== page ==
Abstract: We use a quantitative equilibrium model with houses, collateralized debt and foreign borrowing to study the impact of global imbalances on the U.S. economy in the 2000s. Our results suggest that the dynamics of foreign capital flows account for between one fourth and one third of the increase in U.S. house prices and household debt that preceded the financial crisis. The key to these findings is that the model generates the sustained low level of interest rates observed over that period.
    JEL: E20 E21 E44 F32 G21
    Date: 2013–11
  5. By: Ing-Haw Cheng; Wei Xiong
    Abstract: The large inflow of investment capital to commodity futures markets in the last decade has generated a heated debate about whether financialization distorts commodity prices. Rather than focusing on the opposing views concerning whether investment flows either did or did not cause a price bubble, we critically review academic studies through the perspective of how financial investors affect risk sharing and information discovery in commodity markets. We argue that financialization has substantially changed commodity markets through these mechanisms.
    JEL: G00 Q02 Q1 Q4
    Date: 2013–11
  6. By: Mara Pirovano (University of Antwerp, Faculty of Applied Economics; Catholic University of Leuven, Center of Economic Studies)
    Abstract: This paper outlines a framework for analysing the interaction between financial frictions at the household and firm level, liability dollarization and optimal monetary policy in a small, open economy subject to productivity and capital inflow shocks. It is found that, first, for the shocks under review, the extent of co-movement of financial variables pertaining to entrepreneurs and homeowners crucially depends on the degree of exchange rate flexibility. Second, for a central bank not concerned with financial stability, reacting to inflation and output is considered optimal. Third, including financial stability in the central bank's objectives results in an optimal monetary policy rule reacting to exchange rate depreciation, but not to credit growth, even in the case of large capital inflow shocks. In fact, reacting to credit growth reinforces the initial shock, increasing financial imbalances.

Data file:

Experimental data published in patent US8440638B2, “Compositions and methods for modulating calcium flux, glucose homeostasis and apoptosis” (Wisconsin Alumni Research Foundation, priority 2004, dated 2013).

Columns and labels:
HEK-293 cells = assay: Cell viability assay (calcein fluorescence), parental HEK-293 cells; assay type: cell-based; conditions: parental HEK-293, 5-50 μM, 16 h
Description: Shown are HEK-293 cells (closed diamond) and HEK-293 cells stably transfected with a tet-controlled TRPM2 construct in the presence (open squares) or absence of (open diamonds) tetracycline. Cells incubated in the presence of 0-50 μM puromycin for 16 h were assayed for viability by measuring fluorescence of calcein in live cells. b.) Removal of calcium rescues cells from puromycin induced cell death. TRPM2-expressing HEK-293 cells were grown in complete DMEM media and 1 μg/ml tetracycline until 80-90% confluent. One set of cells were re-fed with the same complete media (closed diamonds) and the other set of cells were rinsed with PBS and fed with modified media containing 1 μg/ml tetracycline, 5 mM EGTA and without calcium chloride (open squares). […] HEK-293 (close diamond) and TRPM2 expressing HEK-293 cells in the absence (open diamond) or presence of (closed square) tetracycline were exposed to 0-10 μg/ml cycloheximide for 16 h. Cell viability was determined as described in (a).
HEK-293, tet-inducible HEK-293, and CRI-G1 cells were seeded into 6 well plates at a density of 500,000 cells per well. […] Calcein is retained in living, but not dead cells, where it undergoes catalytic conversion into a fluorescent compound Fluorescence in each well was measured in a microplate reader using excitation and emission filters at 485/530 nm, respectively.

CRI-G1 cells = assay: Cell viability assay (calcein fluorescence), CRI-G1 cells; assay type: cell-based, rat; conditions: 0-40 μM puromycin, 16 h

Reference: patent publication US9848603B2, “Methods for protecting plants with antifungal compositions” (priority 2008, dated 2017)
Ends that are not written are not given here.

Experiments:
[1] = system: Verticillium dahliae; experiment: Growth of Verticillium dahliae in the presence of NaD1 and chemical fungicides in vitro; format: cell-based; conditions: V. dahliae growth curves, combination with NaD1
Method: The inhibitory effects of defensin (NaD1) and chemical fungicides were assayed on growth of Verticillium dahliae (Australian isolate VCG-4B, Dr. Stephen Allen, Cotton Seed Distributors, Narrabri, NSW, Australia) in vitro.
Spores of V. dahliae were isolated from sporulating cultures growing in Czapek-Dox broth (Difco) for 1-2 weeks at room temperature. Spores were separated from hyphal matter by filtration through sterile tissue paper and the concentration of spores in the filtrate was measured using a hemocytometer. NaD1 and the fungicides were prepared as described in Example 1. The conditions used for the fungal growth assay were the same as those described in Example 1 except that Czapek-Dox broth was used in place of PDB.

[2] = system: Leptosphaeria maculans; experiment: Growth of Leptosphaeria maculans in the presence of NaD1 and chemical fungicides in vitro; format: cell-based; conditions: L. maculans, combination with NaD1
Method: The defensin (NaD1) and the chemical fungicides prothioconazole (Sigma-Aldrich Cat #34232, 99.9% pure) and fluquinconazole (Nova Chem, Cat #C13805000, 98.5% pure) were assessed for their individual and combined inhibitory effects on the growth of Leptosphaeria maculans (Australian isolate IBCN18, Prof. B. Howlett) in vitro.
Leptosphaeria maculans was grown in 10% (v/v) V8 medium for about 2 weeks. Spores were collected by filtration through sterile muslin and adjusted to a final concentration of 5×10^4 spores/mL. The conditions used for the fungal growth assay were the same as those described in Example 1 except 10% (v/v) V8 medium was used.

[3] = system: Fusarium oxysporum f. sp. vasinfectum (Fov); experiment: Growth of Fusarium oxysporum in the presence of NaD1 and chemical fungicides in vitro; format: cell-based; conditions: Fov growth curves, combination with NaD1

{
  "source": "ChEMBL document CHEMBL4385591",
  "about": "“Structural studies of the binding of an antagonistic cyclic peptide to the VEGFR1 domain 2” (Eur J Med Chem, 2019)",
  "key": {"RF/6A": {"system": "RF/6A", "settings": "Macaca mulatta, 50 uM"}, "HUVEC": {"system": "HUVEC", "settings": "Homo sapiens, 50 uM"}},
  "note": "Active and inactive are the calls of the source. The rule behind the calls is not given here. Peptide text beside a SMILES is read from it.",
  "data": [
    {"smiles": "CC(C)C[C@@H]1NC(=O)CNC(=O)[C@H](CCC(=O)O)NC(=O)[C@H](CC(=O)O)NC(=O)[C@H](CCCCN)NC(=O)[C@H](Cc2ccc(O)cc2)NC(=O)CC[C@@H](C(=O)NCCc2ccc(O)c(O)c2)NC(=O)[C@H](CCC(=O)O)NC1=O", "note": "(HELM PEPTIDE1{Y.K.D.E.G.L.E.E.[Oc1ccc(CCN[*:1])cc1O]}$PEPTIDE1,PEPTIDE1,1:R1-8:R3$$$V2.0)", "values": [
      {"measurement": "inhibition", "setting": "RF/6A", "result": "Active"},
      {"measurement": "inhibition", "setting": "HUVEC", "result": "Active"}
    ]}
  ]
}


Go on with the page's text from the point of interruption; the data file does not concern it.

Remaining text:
Keywords: DSGE model, capital inflows, financial frictions, liability dollarization, financial stability
    JEL: E44 E47 E52 F41 F47
    Date: 2013–11
  7. By: Minsoo Han (Pennsylvania State University)
    Abstract: The goal of this paper is to isolate the role of openness to international financial markets (capital account openness) on the total factor productivity (TFP) effect of financial frictions. To do so, I formulate a model in which individual households are either workers or entrepreneurs, can only save in the form of capital, and entrepreneurs are subject to a collateral constraint. Using this structure, I compare two steady states of a calibrated model numerically: one in which the capital rental rate must clear a domestic capital rental market (closed economy), and one in which that rate is given by the world (small open economy). The model predicts that a small open economy is affected less by financial frictions than a closed economy: for the tightest collateral constraint, TFP in a small open economy is only about 1% lower than in the economy without a collateral constraint, while it is 15% lower in a closed economy. TFP losses in a small open economy reflect factor misallocation among incumbent entrepreneurs (intensive margin), not distortions along entry-exit margin, whereas for a tight financial frictions, there are distortions on both intensive and entry-exit margins in a closed economy. Using macro data, I find that a 1% rise in openness is associated with 0.196% decline in the effect of financial frictions on TFP. Running the same regression on subsamples, I also find that this empirical result mainly comes from a group of low income countries.
    Date: 2013
  8. By: David Berger; Joseph S. Vavra
    Abstract: Time-variation in microdata matters empirically for aggregate dynamics: using confidential BLS data we document a robust positive relationship between aggregate exchange rate pass-through and the dispersion of item-level price changes. Furthermore, we find large time-variation in microeconomic dispersion. Ignoring this variation causes huge, time-varying bias when estimating pass-through. For example, constant pass-through specifications are overstated by 50 percent during the mid-1990s and understated by 200 percent during the 2008 trade-collapse. This purely empirical result arises naturally if items differ in their "responsiveness" to cost shocks. More responsive items should have greater price change dispersion and pass-through. We formally estimate price-setting models with alternative forms of heterogeneity and show only heterogeneous responsiveness explains our results. Interestingly, our evidence does not support "uncertainty" shocks as an explanation for countercyclical dispersion but does suggest promising alternatives.